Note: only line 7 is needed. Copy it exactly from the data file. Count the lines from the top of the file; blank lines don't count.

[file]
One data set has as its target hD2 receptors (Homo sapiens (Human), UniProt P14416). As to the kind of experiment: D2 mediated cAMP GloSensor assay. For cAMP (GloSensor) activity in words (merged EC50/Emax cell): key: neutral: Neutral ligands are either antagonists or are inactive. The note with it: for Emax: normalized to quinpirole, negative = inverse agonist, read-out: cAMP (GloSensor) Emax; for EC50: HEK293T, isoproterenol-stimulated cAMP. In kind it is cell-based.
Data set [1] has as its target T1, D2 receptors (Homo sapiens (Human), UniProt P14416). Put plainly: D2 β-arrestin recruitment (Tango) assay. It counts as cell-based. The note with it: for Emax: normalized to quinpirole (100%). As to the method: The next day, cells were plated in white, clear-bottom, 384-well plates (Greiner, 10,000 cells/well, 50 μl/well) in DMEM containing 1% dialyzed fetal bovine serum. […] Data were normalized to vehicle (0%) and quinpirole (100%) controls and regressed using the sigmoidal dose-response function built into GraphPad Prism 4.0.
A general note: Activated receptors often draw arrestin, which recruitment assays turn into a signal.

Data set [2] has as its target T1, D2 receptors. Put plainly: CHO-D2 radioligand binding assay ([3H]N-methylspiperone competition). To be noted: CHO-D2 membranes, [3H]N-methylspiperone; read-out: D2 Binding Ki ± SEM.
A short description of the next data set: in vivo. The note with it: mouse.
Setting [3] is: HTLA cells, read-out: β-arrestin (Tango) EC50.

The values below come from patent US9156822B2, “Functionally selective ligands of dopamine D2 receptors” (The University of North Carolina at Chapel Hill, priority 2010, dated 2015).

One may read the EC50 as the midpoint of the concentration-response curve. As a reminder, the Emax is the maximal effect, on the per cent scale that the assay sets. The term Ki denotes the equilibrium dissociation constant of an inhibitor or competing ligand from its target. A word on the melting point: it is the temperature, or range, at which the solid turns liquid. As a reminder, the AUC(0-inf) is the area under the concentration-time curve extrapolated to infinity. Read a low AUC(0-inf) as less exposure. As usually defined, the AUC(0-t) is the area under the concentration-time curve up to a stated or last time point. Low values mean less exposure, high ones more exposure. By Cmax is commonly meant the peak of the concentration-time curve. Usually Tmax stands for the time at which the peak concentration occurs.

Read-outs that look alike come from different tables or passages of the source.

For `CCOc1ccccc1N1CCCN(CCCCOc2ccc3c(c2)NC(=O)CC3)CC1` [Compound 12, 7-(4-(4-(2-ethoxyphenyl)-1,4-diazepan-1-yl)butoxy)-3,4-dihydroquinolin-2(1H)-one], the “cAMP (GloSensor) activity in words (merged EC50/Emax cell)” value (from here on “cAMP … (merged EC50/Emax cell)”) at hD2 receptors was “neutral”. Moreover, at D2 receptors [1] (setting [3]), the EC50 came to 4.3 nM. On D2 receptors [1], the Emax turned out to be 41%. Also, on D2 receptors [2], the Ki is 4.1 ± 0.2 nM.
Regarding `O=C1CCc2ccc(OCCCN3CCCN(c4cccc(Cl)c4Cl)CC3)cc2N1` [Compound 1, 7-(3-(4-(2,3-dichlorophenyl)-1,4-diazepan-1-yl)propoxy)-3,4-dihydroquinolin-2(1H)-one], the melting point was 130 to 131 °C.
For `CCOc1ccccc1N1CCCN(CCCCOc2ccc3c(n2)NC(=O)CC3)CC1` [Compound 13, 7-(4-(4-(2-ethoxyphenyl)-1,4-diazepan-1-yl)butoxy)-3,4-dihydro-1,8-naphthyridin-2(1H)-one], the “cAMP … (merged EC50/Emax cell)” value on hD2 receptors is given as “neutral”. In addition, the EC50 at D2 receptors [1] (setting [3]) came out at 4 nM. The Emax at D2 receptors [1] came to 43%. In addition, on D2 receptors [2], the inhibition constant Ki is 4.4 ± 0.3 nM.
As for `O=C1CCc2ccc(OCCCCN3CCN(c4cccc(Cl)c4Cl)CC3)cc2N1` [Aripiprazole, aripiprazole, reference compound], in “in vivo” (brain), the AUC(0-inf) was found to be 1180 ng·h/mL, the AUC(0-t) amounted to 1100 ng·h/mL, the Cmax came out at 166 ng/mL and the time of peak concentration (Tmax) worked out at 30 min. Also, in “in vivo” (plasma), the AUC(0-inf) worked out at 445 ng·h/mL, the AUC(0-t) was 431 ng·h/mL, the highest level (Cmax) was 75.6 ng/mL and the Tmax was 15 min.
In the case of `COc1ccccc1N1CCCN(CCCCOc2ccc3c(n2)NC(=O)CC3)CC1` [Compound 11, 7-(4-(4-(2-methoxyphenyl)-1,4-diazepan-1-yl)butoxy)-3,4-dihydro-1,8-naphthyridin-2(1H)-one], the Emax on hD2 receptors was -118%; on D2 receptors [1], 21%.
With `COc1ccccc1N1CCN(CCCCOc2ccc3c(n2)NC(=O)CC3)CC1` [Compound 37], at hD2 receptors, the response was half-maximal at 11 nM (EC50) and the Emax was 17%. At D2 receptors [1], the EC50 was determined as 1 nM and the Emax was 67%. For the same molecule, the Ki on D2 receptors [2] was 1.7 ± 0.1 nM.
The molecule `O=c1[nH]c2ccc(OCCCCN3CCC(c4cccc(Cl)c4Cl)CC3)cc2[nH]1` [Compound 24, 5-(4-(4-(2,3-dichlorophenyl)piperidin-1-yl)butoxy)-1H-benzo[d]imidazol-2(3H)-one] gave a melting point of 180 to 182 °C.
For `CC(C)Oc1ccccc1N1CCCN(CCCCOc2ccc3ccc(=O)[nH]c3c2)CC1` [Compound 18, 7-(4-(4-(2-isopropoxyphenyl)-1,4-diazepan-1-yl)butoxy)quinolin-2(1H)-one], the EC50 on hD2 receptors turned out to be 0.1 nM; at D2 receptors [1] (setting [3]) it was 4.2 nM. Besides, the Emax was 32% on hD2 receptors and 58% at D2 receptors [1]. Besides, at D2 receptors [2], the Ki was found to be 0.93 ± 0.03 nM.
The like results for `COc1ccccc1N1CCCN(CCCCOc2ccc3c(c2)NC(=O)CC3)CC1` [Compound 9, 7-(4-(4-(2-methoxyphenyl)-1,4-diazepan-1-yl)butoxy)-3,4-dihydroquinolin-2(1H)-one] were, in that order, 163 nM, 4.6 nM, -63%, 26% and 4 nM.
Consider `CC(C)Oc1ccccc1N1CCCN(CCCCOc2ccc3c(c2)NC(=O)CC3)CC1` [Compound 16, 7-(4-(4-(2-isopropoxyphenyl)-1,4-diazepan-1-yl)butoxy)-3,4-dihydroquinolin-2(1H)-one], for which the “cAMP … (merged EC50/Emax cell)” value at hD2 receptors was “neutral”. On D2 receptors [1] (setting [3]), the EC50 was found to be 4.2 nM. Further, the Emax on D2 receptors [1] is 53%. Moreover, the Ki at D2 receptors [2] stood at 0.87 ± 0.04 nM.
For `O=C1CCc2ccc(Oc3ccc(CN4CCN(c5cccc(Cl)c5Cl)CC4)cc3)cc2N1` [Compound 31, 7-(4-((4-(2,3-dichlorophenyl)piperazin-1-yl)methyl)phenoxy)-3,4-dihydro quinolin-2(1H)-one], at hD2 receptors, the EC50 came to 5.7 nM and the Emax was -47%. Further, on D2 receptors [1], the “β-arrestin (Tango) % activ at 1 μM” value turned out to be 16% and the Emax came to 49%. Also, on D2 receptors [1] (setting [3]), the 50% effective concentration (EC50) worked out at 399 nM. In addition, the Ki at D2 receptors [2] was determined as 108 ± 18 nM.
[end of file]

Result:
The values below come from patent US9156822B2, “Functionally selective ligands of dopamine D2 receptors” (The University of North Carolina at Chapel Hill, priority 2010, dated 2015).